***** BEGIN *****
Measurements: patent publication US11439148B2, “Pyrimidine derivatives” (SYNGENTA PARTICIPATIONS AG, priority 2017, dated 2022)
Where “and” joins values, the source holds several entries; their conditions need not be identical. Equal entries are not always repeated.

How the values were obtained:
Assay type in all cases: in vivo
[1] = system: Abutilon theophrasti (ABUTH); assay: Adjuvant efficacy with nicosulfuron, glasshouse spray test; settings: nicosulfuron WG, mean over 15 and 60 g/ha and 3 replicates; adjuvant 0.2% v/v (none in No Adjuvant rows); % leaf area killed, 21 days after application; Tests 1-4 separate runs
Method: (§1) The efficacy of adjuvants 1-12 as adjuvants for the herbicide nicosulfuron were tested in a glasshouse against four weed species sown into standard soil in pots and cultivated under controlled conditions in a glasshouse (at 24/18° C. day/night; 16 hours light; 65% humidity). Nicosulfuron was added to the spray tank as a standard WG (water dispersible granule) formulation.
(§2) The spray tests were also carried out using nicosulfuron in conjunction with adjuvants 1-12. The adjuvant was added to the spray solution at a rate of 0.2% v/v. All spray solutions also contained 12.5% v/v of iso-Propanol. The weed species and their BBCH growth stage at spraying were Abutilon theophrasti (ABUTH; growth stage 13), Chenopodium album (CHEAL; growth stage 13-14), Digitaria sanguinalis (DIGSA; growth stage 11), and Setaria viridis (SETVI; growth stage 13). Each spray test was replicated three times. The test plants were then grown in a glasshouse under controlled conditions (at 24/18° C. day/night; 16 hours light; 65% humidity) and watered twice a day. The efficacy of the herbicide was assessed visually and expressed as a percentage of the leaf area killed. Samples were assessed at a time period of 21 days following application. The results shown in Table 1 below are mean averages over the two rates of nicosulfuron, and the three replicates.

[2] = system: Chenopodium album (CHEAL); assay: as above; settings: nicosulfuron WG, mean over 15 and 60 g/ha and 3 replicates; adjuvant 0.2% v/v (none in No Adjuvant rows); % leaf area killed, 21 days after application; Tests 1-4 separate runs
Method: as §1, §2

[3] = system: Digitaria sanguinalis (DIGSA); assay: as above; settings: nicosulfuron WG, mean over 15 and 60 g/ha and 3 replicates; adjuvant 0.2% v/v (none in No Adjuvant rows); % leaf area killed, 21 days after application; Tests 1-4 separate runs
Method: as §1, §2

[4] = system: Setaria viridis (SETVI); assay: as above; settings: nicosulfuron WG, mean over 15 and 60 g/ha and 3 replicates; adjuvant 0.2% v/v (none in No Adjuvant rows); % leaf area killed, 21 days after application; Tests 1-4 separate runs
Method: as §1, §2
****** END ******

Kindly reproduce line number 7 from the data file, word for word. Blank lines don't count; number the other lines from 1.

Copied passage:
(§2) The spray tests were also carried out using nicosulfuron in conjunction with adjuvants 1-12. The adjuvant was added to the spray solution at a rate of 0.2% v/v. All spray solutions also contained 12.5% v/v of iso-Propanol. The weed species and their BBCH growth stage at spraying were Abutilon theophrasti (ABUTH; growth stage 13), Chenopodium album (CHEAL; growth stage 13-14), Digitaria sanguinalis (DIGSA; growth stage 11), and Setaria viridis (SETVI; growth stage 13). Each spray test was replicated three times. The test plants were then grown in a glasshouse under controlled conditions (at 24/18° C. day/night; 16 hours light; 65% humidity) and watered twice a day. The efficacy of the herbicide was assessed visually and expressed as a percentage of the leaf area killed. Samples were assessed at a time period of 21 days following application. The results shown in Table 1 below are mean averages over the two rates of nicosulfuron, and the three replicates.